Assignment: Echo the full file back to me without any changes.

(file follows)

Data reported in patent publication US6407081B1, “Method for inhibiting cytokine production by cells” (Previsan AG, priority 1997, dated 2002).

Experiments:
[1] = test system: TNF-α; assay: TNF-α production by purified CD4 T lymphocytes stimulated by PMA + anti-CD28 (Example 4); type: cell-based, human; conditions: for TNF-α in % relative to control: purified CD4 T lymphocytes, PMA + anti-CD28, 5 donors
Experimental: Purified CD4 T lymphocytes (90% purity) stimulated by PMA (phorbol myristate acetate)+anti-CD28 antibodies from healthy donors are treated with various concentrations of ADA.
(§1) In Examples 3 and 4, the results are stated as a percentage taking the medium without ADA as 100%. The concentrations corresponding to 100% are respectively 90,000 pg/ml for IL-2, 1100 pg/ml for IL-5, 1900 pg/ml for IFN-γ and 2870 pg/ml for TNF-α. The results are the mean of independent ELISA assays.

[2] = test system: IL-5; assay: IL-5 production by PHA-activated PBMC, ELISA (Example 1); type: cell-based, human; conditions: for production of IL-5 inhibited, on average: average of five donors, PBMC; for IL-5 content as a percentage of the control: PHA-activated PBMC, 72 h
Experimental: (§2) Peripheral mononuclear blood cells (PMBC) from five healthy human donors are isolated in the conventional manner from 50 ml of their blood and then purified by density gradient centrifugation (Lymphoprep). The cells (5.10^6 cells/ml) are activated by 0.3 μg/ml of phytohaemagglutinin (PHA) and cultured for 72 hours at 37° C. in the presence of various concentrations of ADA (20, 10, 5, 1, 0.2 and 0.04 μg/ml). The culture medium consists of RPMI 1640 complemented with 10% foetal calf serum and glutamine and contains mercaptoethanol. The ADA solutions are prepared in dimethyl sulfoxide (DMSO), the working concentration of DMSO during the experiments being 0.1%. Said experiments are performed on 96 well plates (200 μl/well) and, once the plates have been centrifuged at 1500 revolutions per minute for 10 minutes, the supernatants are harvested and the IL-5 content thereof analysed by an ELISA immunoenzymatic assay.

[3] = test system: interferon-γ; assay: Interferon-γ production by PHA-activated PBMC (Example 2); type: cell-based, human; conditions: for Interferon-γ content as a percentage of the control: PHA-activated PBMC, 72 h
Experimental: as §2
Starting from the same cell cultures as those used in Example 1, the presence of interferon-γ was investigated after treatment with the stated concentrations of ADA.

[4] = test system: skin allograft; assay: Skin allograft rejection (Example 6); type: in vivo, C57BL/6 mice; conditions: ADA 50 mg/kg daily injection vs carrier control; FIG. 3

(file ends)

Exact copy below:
Data reported in patent publication US6407081B1, “Method for inhibiting cytokine production by cells” (Previsan AG, priority 1997, dated 2002).

Experiments:
[1] = test system: TNF-α; assay: TNF-α production by purified CD4 T lymphocytes stimulated by PMA + anti-CD28 (Example 4); type: cell-based, human; conditions: for TNF-α in % relative to control: purified CD4 T lymphocytes, PMA + anti-CD28, 5 donors
Experimental: Purified CD4 T lymphocytes (90% purity) stimulated by PMA (phorbol myristate acetate)+anti-CD28 antibodies from healthy donors are treated with various concentrations of ADA.
(§1) In Examples 3 and 4, the results are stated as a percentage taking the medium without ADA as 100%. The concentrations corresponding to 100% are respectively 90,000 pg/ml for IL-2, 1100 pg/ml for IL-5, 1900 pg/ml for IFN-γ and 2870 pg/ml for TNF-α. The results are the mean of independent ELISA assays.

[2] = test system: IL-5; assay: IL-5 production by PHA-activated PBMC, ELISA (Example 1); type: cell-based, human; conditions: for production of IL-5 inhibited, on average: average of five donors, PBMC; for IL-5 content as a percentage of the control: PHA-activated PBMC, 72 h
Experimental: (§2) Peripheral mononuclear blood cells (PMBC) from five healthy human donors are isolated in the conventional manner from 50 ml of their blood and then purified by density gradient centrifugation (Lymphoprep). The cells (5.10^6 cells/ml) are activated by 0.3 μg/ml of phytohaemagglutinin (PHA) and cultured for 72 hours at 37° C. in the presence of various concentrations of ADA (20, 10, 5, 1, 0.2 and 0.04 μg/ml). The culture medium consists of RPMI 1640 complemented with 10% foetal calf serum and glutamine and contains mercaptoethanol. The ADA solutions are prepared in dimethyl sulfoxide (DMSO), the working concentration of DMSO during the experiments being 0.1%. Said experiments are performed on 96 well plates (200 μl/well) and, once the plates have been centrifuged at 1500 revolutions per minute for 10 minutes, the supernatants are harvested and the IL-5 content thereof analysed by an ELISA immunoenzymatic assay.

[3] = test system: interferon-γ; assay: Interferon-γ production by PHA-activated PBMC (Example 2); type: cell-based, human; conditions: for Interferon-γ content as a percentage of the control: PHA-activated PBMC, 72 h
Experimental: as §2
Starting from the same cell cultures as those used in Example 1, the presence of interferon-γ was investigated after treatment with the stated concentrations of ADA.

[4] = test system: skin allograft; assay: Skin allograft rejection (Example 6); type: in vivo, C57BL/6 mice; conditions: ADA 50 mg/kg daily injection vs carrier control; FIG. 3